Wayward Green Sea Turtle Rescued, Returned to Lagoon

The track of a green sea turtle is visible in the mud of a pond between the Banana River and Atlantic Ocean.
A thin, dark line – the track of a green turtle – winds across the mud of an impoundment between the Banana River, below right, and the Atlantic Ocean, top left, at NASA’s Kennedy Space Center in Florida.
Biologists Russ Lowers, left, and Tim Kozuko of InoMedic Health Applications assist a green turtle
Biologists Russ Lowers, left, and Tim Kozuko of InoMedic Health Applications assist the disoriented turtle.

A routine helicopter flight to survey manatees at the Merritt Island National Wildlife Refuge took an unusual turn July 8. From their viewpoint in the air above NASA’s Kennedy Space Center in Florida, which shares boundaries with the wildlife refuge, team members with the spaceport’s Ecological Program spotted a lengthy trail of turtle tracks meandering across a dried-out pond between the Banana River Lagoon and the Atlantic Ocean.

The pilot lowered the helicopter, giving the wildlife scientists on board a better view. The tracks led to an adult female green sea turtle who apparently had emerged from the Banana River and wandered at least 500 meters across the dry sand in an attempt to nest. The team concluded the manatee survey, then took to an airboat to help the wayward turtle.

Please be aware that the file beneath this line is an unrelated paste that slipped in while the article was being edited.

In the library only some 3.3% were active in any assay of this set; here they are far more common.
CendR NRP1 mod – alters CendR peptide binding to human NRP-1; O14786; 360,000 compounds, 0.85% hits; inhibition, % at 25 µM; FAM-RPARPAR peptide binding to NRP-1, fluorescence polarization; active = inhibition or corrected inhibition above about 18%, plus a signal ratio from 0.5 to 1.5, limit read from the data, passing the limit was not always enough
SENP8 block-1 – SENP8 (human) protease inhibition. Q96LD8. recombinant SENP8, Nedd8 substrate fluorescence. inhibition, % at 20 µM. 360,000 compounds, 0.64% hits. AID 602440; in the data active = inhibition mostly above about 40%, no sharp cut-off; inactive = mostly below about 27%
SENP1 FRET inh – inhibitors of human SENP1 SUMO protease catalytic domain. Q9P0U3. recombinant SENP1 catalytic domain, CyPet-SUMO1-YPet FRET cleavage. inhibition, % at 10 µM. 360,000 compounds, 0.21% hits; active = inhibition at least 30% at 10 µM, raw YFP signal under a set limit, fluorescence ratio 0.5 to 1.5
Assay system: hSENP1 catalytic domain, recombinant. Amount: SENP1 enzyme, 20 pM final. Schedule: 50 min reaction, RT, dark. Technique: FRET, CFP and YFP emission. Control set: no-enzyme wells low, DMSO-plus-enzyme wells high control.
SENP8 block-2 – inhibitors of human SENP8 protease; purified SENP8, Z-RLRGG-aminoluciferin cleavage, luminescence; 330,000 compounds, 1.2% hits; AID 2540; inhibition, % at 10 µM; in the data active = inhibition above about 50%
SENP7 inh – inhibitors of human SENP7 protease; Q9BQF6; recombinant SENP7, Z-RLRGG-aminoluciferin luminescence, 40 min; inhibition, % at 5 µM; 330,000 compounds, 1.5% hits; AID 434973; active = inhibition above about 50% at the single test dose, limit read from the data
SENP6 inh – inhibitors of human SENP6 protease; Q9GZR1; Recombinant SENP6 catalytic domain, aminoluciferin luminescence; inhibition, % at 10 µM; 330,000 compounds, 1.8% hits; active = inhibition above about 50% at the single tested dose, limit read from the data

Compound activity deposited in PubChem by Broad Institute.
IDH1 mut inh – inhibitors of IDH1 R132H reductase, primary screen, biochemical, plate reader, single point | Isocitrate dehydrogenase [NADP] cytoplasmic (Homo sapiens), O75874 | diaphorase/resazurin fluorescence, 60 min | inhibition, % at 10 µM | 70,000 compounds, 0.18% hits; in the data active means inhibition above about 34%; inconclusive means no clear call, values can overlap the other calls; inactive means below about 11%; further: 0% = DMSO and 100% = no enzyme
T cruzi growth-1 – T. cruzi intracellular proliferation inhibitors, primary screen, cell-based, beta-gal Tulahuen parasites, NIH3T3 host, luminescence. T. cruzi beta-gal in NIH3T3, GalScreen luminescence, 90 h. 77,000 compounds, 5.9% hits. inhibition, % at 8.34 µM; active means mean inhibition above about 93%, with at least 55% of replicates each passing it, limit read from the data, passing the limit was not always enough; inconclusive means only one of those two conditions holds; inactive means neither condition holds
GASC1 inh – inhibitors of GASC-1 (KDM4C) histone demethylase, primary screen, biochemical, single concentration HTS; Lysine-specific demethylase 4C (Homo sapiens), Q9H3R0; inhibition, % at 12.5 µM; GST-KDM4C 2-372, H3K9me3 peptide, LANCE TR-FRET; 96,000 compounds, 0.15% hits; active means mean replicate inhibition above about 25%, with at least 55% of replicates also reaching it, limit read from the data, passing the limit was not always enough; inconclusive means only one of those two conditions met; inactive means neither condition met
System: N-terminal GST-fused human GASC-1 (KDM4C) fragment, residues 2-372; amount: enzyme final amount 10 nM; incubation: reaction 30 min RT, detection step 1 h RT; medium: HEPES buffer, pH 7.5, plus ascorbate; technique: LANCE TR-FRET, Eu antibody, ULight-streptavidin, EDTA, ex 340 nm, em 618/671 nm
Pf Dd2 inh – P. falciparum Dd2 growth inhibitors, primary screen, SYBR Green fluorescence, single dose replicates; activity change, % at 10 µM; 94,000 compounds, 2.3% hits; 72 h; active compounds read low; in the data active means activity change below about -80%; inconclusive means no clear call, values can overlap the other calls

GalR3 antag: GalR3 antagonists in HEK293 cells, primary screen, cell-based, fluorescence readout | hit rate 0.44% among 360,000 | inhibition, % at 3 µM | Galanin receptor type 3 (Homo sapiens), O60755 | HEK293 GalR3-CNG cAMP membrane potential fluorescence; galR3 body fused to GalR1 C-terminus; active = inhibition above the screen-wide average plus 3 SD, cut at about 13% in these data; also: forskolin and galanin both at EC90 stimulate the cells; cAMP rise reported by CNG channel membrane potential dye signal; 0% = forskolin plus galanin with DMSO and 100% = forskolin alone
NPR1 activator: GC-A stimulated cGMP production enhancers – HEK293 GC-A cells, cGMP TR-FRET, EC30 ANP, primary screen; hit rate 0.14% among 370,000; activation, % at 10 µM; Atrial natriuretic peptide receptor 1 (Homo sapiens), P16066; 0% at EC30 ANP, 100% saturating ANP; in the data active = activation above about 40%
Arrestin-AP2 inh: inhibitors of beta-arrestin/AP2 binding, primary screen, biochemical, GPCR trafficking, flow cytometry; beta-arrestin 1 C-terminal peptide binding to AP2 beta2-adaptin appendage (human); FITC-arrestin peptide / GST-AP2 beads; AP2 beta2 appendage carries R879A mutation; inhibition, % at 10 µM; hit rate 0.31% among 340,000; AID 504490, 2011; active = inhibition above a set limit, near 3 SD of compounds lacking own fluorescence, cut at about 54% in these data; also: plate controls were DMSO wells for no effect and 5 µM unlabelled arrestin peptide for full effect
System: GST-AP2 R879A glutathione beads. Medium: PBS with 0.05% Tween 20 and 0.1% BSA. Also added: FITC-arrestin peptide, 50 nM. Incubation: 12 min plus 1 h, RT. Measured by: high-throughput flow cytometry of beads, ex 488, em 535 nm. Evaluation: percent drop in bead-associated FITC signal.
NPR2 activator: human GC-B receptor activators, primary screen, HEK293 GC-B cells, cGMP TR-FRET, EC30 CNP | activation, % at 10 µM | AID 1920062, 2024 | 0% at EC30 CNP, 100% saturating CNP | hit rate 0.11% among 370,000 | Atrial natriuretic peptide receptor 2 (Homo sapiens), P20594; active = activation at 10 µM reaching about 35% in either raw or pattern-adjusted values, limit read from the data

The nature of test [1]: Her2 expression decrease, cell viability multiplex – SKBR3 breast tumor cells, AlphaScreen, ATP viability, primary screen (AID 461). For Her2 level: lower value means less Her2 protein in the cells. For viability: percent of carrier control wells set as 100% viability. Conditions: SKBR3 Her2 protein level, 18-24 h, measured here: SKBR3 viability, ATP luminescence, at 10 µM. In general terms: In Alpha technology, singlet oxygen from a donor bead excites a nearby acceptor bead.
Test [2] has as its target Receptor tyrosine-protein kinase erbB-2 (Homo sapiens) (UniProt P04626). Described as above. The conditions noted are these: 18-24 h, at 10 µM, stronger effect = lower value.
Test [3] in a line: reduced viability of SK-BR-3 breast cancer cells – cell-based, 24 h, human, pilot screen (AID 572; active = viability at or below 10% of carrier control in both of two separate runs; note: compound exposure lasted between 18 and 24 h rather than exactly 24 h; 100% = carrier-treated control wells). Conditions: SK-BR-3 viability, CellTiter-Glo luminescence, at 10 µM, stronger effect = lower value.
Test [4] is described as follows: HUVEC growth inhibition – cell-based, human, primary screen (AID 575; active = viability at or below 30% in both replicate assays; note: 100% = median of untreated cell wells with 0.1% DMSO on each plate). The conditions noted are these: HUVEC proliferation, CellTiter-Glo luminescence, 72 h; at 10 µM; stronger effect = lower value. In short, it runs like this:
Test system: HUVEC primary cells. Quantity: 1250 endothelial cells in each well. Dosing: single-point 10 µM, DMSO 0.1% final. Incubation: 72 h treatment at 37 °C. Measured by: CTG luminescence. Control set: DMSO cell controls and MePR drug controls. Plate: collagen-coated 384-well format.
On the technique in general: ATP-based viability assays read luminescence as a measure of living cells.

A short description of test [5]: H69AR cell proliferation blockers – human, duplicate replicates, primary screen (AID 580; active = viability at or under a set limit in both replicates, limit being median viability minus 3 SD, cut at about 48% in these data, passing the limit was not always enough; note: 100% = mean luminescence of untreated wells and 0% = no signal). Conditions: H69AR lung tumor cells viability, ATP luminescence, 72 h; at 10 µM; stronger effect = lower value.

Kennedy’s Ecological Program team coordinated the rescue effort with the refuge, Cape Canaveral Air Force Station, the U.S. Fish and Wildlife Service and the Florida Fish and Wildlife Conservation Commission.

Close-up of the turtle track with airboat in background.
Close-up of the turtle track. The airboat is visible in the background.

Although the turtle was relatively healthy, she was exhausted from her journey and far from the water, and might not have survived without help. It took five staffers to lift her onto a backboard and into the airboat. She was returned to the waters of the Banana River.

The endangered green turtle is one of several species found along the Florida coast. The large reptiles are known to inhabit the lagoon during the early stages of their life cycle and outside of nesting season once they become adults. Since adults normally nest from the ocean, it’s unusual for one to nest from the river. Disoriented females typically are discovered when tracks are found on the beach during routine surveys conducted during nesting season.

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